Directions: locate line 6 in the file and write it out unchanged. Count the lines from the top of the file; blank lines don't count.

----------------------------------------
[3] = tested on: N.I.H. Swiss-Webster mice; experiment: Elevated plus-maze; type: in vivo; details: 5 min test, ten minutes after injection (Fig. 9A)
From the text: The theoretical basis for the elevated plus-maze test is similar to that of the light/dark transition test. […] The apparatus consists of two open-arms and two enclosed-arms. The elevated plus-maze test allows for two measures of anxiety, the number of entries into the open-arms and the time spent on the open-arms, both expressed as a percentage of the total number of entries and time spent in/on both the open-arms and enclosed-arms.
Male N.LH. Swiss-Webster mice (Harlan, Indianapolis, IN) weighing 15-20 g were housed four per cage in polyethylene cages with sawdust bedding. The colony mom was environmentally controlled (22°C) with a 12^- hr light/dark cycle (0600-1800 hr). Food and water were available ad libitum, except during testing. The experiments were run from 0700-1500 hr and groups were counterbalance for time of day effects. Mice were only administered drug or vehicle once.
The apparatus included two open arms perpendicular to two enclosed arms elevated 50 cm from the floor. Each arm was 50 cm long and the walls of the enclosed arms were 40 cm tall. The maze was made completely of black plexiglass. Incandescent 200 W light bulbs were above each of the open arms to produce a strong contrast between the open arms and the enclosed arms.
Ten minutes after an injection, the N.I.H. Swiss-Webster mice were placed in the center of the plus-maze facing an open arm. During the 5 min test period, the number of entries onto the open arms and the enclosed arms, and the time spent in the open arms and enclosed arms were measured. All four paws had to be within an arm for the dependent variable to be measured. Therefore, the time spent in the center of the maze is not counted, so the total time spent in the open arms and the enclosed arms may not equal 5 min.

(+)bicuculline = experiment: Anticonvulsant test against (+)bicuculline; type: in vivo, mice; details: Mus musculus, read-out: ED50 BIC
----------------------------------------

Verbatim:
(+)bicuculline = experiment: Anticonvulsant test against (+)bicuculline; type: in vivo, mice; details: Mus musculus, read-out: ED50 BIC